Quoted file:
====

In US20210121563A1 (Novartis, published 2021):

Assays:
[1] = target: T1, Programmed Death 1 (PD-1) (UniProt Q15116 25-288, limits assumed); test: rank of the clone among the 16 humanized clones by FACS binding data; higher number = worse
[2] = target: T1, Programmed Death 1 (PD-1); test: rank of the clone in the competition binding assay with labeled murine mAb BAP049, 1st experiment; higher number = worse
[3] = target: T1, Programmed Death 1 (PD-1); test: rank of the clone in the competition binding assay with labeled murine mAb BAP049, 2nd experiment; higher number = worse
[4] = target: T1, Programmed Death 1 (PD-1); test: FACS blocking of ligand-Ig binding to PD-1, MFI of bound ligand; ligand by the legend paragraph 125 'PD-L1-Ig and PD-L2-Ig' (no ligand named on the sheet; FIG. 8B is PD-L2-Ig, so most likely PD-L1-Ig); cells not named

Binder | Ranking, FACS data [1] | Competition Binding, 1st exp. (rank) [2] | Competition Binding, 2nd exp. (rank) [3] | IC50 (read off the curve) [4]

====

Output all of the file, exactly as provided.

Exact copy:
In US20210121563A1 (Novartis, published 2021):

Assays:
[1] = target: T1, Programmed Death 1 (PD-1) (UniProt Q15116 25-288, limits assumed); test: rank of the clone among the 16 humanized clones by FACS binding data; higher number = worse
[2] = target: T1, Programmed Death 1 (PD-1); test: rank of the clone in the competition binding assay with labeled murine mAb BAP049, 1st experiment; higher number = worse
[3] = target: T1, Programmed Death 1 (PD-1); test: rank of the clone in the competition binding assay with labeled murine mAb BAP049, 2nd experiment; higher number = worse
[4] = target: T1, Programmed Death 1 (PD-1); test: FACS blocking of ligand-Ig binding to PD-1, MFI of bound ligand; ligand by the legend paragraph 125 'PD-L1-Ig and PD-L2-Ig' (no ligand named on the sheet; FIG. 8B is PD-L2-Ig, so most likely PD-L1-Ig); cells not named

Binder | Ranking, FACS data [1] | Competition Binding, 1st exp. (rank) [2] | Competition Binding, 2nd exp. (rank) [3] | IC50 (read off the curve) [4]